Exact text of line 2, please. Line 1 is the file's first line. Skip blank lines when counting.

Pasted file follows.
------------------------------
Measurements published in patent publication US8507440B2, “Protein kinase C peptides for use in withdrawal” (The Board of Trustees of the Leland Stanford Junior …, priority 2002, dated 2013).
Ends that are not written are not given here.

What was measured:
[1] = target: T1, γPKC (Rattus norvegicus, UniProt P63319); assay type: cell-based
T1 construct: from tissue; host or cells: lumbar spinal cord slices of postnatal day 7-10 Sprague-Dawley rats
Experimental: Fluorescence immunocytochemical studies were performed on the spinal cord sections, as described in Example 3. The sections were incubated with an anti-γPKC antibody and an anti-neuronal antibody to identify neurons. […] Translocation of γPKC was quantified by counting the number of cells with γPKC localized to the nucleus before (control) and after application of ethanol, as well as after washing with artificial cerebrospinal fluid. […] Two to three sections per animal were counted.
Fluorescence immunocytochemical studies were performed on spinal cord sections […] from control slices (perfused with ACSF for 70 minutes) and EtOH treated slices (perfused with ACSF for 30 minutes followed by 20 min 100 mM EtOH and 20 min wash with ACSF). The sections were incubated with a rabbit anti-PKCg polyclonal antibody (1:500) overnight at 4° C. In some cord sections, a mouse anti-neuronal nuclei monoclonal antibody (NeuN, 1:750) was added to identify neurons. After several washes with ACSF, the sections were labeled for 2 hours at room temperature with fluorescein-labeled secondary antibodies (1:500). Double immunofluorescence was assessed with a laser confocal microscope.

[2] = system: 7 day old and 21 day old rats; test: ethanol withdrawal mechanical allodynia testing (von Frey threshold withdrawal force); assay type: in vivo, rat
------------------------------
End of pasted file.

Ends that are not written are not given here.